A model, also called a “master”, should be prepared according to the model material & mold material.
Models being used to make a polyurethane rubber mold often need to be prepared differently than models being used to make a silicone mold. Generally, silicone rubbers have better release properties than polyurethane rubber.
[Poly 74-20, a polyurethane rubber, being poured over a prepared clay model]
What Can Go Wrong
Incorrectly preparing a model for mold making can result in the rubber bonding to the model or the rubber not properly curing against the model.
Determine if the Model Requires a Sealing Agent
Porous models, such as wood, concrete, plaster, stone, pottery or masonry, must be sealed before applying any release agent or rubber.
[p.s. porous models should also be vented from beneath to prevent trapped air from forming bubbles in the rubber]
Sealing agents are designed to create a barrier so that liquid rubber does not penetrate pores in the model. Sealing pores reduces the chance that rubber can stick or mechanically lock on to the model. Generally, sealing agents are available in removable, semi-permanent, and permanent options.
This very porous concrete stepping stone is sealed with two coats of a sealing agent before the mold making process:
This non-porous plastic model does not require a sealing agent:
Other popular non-porous model materials include metals, wax, glazed ceramics, fiberglass, polyurethanes, and plasticine (even sulfur-containing clays do not generally require a sealing agent when working with liquid polyurethane mold rubbers).
Popular Sealing Agents for Porous Models
Some sealing agents can be purchased from your local home improvement or hardware store. Multiple coats of paste wax, dried and buffed, will seal most surfaces. Lacquer and paint are also used. For plaster, Potters soap works well (do not use soap on other model materials). The following sealing agents are available from Polytek (some of them serve as both a sealing agent and release agent):
Poly PVA Solution
This alcohol-based sealer has one major advantage over many other sealing agents: it is water-soluble. This can be appealing for those that would like to return the model to as close to original condition as possible (NOTE: Even though Poly PVA can be removed, we cannot guarantee that the model will be in the same condition it was at the start of the mold making process).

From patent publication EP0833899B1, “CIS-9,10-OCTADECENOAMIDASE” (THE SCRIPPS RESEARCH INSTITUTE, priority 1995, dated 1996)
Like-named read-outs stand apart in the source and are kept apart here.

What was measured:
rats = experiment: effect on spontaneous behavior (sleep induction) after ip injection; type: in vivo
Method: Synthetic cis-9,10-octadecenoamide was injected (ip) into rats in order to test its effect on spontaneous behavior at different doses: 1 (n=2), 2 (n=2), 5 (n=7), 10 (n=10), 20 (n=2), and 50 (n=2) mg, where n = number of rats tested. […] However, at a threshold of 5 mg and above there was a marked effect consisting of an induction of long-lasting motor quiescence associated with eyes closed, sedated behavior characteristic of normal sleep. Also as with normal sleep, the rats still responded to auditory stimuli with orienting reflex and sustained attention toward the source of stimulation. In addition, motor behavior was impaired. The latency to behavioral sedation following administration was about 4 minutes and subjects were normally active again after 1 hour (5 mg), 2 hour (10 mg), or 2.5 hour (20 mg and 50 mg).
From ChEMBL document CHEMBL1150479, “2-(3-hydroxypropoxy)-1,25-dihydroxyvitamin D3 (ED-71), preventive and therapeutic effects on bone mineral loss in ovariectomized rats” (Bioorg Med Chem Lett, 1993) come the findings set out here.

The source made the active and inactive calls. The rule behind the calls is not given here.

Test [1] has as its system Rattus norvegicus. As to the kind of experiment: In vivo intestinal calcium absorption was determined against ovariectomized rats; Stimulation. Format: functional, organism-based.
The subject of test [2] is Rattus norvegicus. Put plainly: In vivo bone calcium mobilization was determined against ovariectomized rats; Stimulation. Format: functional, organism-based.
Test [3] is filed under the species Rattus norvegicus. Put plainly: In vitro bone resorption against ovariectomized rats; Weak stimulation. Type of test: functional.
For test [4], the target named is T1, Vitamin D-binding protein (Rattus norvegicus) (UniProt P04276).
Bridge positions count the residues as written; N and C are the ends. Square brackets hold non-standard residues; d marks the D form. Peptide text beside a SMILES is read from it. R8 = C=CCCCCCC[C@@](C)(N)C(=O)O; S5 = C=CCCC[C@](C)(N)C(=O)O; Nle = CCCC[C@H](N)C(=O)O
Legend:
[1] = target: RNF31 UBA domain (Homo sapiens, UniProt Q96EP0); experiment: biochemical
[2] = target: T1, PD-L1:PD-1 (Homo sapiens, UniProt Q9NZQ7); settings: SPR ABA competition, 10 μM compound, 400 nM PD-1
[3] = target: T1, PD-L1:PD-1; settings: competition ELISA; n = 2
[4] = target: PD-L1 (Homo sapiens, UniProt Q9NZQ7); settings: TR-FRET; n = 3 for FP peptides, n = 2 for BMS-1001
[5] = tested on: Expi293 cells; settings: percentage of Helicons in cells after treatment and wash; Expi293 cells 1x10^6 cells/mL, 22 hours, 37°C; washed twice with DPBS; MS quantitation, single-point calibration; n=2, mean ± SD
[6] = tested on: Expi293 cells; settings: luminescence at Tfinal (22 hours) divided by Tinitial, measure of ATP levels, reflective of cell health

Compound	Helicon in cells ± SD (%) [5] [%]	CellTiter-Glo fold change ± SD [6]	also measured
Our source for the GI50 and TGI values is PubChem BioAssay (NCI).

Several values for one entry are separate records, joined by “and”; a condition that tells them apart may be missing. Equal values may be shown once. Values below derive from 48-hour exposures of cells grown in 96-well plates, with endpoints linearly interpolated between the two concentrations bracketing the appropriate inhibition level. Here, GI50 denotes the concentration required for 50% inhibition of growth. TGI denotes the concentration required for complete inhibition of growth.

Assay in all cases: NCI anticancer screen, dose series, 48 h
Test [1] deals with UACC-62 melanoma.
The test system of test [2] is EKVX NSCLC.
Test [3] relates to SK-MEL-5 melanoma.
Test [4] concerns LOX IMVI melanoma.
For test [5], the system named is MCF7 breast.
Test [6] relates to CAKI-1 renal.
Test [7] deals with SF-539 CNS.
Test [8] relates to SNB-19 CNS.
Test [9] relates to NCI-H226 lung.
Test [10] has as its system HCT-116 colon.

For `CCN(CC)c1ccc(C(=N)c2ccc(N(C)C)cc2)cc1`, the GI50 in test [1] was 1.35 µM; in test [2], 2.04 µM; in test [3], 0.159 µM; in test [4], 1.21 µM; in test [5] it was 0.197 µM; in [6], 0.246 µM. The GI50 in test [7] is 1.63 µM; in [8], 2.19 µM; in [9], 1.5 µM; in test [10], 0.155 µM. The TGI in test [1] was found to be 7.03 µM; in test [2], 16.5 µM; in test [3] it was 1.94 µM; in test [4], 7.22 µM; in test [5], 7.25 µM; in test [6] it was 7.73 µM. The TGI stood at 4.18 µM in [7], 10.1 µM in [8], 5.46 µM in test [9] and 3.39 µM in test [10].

If this sealer is not washed off with water after the first mold is made, it should continue to act as a sealer if a second mold is made.
A release agent should be used in conjunction with this sealing agent; however, it should not be water-based. Release agent should not be applied until the PVA solution has dried, which takes approximately an hour after application (depending on temperature & humidity).
Poly PVA Solution is available in clear and green varieties.
Pol-Ease® 2350 Sealer & Release Agent
This semi-permanent sealer and release agent is white petrolatum dissolved in mineral spirits. It is considered semi-permanent because small amounts of the sealer can come off when the mold is cured and removed.
When applied correctly, additional release agent is not needed before making the polyurethane mold.
It is important to allow the solvent to evaporate before applying rubber; insufficient evaporation will cause cure issues in the polyurethane rubber.
PolyCoat Sealer & Release Agent
When this semi-permanent sealer & release agent is applied to a model, it leaves behind a thin silicone coating. Liquid polyurethane rubber can be applied directly to this coating without the use of additional release agent.
After applied, the solvent typically evaporates in ~5 minutes and the silicone cures in about 30 minutes (depending on temperature and humidity). Do not apply polyurethane rubber until it is completely cured.
Multiple molds can usually be made from one application of PolyCoat (multiple coats may be required if the model is very porous).
Apply a Release Agent
Release agents are coatings that are designed to prevent liquid rubber from sticking to surfaces.
Polyurethane rubbers naturally stick to a variety of a materials; therefore, release agent should almost always be applied to the model before applying liquid polyurethane rubber.
Pol-Ease® 2300 Release Agent is the release agent that we most often recommend for this process. As a reminder, if Pol-Ease® 2350 Sealer & Release Agent or PolyCoat Sealer & Release Agent have been applied, there is no need to apply this additional release agent.
Liquid rubber can be poured over the model immediately after this release agent is applied – there is no wait time. In most cases, we recommend brushing out Pol-Ease 2300 with a dry brush after it is applied; this promotes even coverage. Applying too much release agent can cause pinhole surface defects in the mold.
If there is ever a question concerning compatibility between liquid polyurethane rubber and the prepared model surface, we recommend performing a small test cure on an identical surface to determine suitability.
Sealer & Release Agent Selection Guide
For an overview of all sealing and release agents available from Polytek (as well as a matrix that recommends which product to use for certain applications), view our Sealer & Release Agent: Selection Guide —
Review Product Technical Bulletins
All product Technical Bulletins, available at www.polytek.com, have a “Model Preparation” section. We recommend reading this section carefully before beginning your mold making project. If you have additional questions: